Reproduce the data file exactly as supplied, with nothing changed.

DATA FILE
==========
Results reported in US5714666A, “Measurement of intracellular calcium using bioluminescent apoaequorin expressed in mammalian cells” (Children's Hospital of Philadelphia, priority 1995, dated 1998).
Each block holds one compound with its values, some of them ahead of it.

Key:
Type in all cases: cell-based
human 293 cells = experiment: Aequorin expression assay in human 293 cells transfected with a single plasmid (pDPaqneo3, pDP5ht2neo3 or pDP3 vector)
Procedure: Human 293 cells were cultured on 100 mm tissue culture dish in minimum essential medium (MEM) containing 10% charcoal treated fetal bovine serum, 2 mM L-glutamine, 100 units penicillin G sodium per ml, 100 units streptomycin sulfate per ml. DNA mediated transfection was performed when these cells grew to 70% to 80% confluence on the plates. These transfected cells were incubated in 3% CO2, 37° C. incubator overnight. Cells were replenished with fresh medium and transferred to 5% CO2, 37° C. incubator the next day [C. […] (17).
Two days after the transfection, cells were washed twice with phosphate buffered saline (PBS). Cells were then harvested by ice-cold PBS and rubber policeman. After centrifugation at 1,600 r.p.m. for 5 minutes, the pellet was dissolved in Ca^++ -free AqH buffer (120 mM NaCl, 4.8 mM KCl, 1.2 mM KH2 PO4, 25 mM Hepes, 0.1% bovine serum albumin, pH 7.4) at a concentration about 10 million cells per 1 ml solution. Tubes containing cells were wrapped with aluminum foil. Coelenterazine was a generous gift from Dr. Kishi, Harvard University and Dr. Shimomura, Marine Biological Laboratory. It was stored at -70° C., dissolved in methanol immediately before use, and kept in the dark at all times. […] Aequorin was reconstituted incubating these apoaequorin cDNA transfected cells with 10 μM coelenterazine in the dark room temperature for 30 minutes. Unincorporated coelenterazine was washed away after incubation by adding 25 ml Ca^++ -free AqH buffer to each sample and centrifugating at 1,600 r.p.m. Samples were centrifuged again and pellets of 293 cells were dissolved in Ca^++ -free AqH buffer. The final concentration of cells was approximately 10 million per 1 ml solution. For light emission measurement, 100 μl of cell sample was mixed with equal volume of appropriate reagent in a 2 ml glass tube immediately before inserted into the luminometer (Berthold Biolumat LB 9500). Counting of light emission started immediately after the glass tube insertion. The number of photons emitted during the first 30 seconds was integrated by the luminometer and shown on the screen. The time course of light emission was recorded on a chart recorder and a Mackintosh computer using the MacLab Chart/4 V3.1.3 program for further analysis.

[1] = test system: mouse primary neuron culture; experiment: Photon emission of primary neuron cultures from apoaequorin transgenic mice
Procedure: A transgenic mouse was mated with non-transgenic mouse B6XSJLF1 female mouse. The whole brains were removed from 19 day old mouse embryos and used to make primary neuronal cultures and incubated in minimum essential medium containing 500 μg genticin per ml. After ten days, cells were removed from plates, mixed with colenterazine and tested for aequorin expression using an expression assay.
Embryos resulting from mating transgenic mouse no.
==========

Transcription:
Results reported in US5714666A, “Measurement of intracellular calcium using bioluminescent apoaequorin expressed in mammalian cells” (Children's Hospital of Philadelphia, priority 1995, dated 1998).
Each block holds one compound with its values, some of them ahead of it.

Key:
Type in all cases: cell-based
human 293 cells = experiment: Aequorin expression assay in human 293 cells transfected with a single plasmid (pDPaqneo3, pDP5ht2neo3 or pDP3 vector)
Procedure: Human 293 cells were cultured on 100 mm tissue culture dish in minimum essential medium (MEM) containing 10% charcoal treated fetal bovine serum, 2 mM L-glutamine, 100 units penicillin G sodium per ml, 100 units streptomycin sulfate per ml. DNA mediated transfection was performed when these cells grew to 70% to 80% confluence on the plates. These transfected cells were incubated in 3% CO2, 37° C. incubator overnight. Cells were replenished with fresh medium and transferred to 5% CO2, 37° C. incubator the next day [C. […] (17).
Two days after the transfection, cells were washed twice with phosphate buffered saline (PBS). Cells were then harvested by ice-cold PBS and rubber policeman. After centrifugation at 1,600 r.p.m. for 5 minutes, the pellet was dissolved in Ca^++ -free AqH buffer (120 mM NaCl, 4.8 mM KCl, 1.2 mM KH2 PO4, 25 mM Hepes, 0.1% bovine serum albumin, pH 7.4) at a concentration about 10 million cells per 1 ml solution. Tubes containing cells were wrapped with aluminum foil. Coelenterazine was a generous gift from Dr. Kishi, Harvard University and Dr. Shimomura, Marine Biological Laboratory. It was stored at -70° C., dissolved in methanol immediately before use, and kept in the dark at all times. […] Aequorin was reconstituted incubating these apoaequorin cDNA transfected cells with 10 μM coelenterazine in the dark room temperature for 30 minutes. Unincorporated coelenterazine was washed away after incubation by adding 25 ml Ca^++ -free AqH buffer to each sample and centrifugating at 1,600 r.p.m. Samples were centrifuged again and pellets of 293 cells were dissolved in Ca^++ -free AqH buffer. The final concentration of cells was approximately 10 million per 1 ml solution. For light emission measurement, 100 μl of cell sample was mixed with equal volume of appropriate reagent in a 2 ml glass tube immediately before inserted into the luminometer (Berthold Biolumat LB 9500). Counting of light emission started immediately after the glass tube insertion. The number of photons emitted during the first 30 seconds was integrated by the luminometer and shown on the screen. The time course of light emission was recorded on a chart recorder and a Mackintosh computer using the MacLab Chart/4 V3.1.3 program for further analysis.

[1] = test system: mouse primary neuron culture; experiment: Photon emission of primary neuron cultures from apoaequorin transgenic mice
Procedure: A transgenic mouse was mated with non-transgenic mouse B6XSJLF1 female mouse. The whole brains were removed from 19 day old mouse embryos and used to make primary neuronal cultures and incubated in minimum essential medium containing 500 μg genticin per ml. After ten days, cells were removed from plates, mixed with colenterazine and tested for aequorin expression using an expression assay.
Embryos resulting from mating transgenic mouse no.